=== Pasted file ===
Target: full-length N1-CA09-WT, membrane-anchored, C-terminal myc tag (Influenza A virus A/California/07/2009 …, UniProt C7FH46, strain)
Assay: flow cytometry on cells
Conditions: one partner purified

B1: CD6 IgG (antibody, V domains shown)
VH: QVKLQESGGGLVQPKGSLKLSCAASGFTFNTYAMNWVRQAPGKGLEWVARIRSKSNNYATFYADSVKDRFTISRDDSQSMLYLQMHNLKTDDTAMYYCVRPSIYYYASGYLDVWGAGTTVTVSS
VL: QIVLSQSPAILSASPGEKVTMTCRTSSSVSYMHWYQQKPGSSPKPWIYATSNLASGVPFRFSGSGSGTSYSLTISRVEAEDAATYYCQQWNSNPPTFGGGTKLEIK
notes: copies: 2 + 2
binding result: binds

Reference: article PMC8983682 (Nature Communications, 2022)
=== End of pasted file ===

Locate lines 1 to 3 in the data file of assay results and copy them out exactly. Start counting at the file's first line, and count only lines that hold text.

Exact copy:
Target: full-length N1-CA09-WT, membrane-anchored, C-terminal myc tag (Influenza A virus A/California/07/2009 …, UniProt C7FH46, strain)
Assay: flow cytometry on cells
Conditions: one partner purified